One of last week's grim shockers is that Vonage (NYSE:VG) shed 14,700 net subscribers during the fourth quarter.

Sure, Mr. Market has taken Vonage out to the alley and bloodied it up in the past. Whether it's the Internet phone service provider's lack of profitability or boneheaded blunders, Vonage didn't accidentally stumble into the penny stock muck. However, at least Vonage could always point to its sequentially superior headcount as a silver lining. As long as the service was gaining in popularity, all of its other shortcomings would have a chance to fall into place.

No more.

Is Sirius XM Radio (NASDAQ:SIRI) now walking a mile in Vonage's moldy shoes?

Like Vonage, Sirius XM is a company that has grappled with profitability. It is also a stock that is trading for pocket change. The only thing it would need is a declining subscriber base to complete the outfit. That mirror may roll out on March 17.

I'm giving you two weeks to get ready
Sirius XM issued a press release this morning, delaying the filing of its annual report. The company will now discuss its financials for the final quarter of 2008 on the morning of March 17. Shareholders, start fretting.

One can argue that Sirius XM has already set the bar low enough to clear it with ease. It hosed down its guidance back in November, when it projected a total of 19.1 million subscribers by the end of 2008. The target was a loftier 19.5 million subs just two months earlier. The company closed out the third quarter with 18.9 million members on its rolls, so how hard can it be to activate 200,000 receivers more than it shuts off for those who cancel?

Well, have you seen the sorry reports coming out of Ford (NYSE:F) and General Motors (NYSE:GM) lately? New cars aren't exactly flying off the lots these days, and that's huge for Sirius XM because the company's retail subscriber base -- consisting of the accounts that aren't being hooked up with Sirius or XM through factory-installed car systems at the showroom -- is already falling. Through the first nine months of 2008, Sirius XM shed 202,291 net retail subscribers.

How confident can you be that Sirius XM will hit the 19.1 million subscriber mark when it reports in two weeks? Even if it does, it would be a shock to see it stick to its earlier projection of gaining 1.5 million net new subscribers through 2009. From September to November, that target went from 21.5 million to 20.6 million. You would be living in a cave if you haven't noticed the economy deteriorate in recent months.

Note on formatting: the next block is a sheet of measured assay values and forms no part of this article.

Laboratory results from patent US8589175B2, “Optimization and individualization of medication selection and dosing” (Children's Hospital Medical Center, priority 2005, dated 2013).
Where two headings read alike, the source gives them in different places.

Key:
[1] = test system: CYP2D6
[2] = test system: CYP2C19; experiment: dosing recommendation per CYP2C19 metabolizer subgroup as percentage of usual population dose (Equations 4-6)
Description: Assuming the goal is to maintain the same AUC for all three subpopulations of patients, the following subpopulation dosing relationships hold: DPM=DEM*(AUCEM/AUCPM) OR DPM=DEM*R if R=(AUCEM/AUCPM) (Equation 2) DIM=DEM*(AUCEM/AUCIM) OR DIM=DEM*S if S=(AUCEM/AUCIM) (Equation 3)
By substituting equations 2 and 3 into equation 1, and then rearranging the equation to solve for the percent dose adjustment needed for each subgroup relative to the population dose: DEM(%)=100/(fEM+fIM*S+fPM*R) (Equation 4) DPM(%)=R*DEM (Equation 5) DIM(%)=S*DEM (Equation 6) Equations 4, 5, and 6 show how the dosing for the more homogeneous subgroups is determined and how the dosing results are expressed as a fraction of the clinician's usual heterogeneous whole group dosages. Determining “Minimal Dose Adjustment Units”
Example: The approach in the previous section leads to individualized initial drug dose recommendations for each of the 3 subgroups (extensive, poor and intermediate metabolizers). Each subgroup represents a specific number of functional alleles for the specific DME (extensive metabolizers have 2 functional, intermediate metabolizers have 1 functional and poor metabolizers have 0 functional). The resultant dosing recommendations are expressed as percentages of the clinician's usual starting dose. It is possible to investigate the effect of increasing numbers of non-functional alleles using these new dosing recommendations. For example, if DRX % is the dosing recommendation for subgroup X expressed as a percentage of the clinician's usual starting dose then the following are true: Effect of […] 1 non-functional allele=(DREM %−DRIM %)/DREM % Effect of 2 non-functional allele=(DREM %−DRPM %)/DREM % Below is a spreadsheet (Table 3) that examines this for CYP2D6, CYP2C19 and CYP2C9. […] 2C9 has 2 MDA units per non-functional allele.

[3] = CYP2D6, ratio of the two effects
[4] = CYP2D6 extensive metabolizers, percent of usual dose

Oh, and if you were living in a cave, your satellite reception would be lousy.

Only Subway is moving subs these days
These haven't been fun times for subscriber services. For every Netflix (NASDAQ:NFLX) that is growing its user base, you're finding companies like DISH Network (NASDAQ:DISH), Vonage, and SprintNextel (NYSE:S) going the wrong way. All three of those companies have chimed in over the past few days with net subscriber losses in their latest quarterly reports.

Since Sirius XM has scheduled its conference call just two weeks before the end of the current quarter, it should have excellent visibility in updating shareholders on its first-quarter guidance. My prediction is that it manages to stay barely positive in gaining subs during the fourth quarter, but warns that it will lose net subscribers during this year's first quarter. At the very least, expect it to come in way off its target of 20.6 million total subscribers by the end of 2009.

Between the crummy economy, lack of new car sales, and Sirius XM's recent rate hikes how can anyone realistically expect anything else?

It obviously wouldn't be the first subscriber service to get sliced in this economic meltdown, but it won't be able to make any more Vonage jokes after that.

Some other Sirius stories:

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Longtime Fool contributor Rick Munarriz is such a fan of satellite radio that he subscribes to both Sirius and XM. He does not own shares in any of the stocks in this story, save for Netflix. He is also part of the Rule Breakers newsletter research team, seeking out tomorrow's ultimate growth stocks a day early. The Fool has a disclosure policy.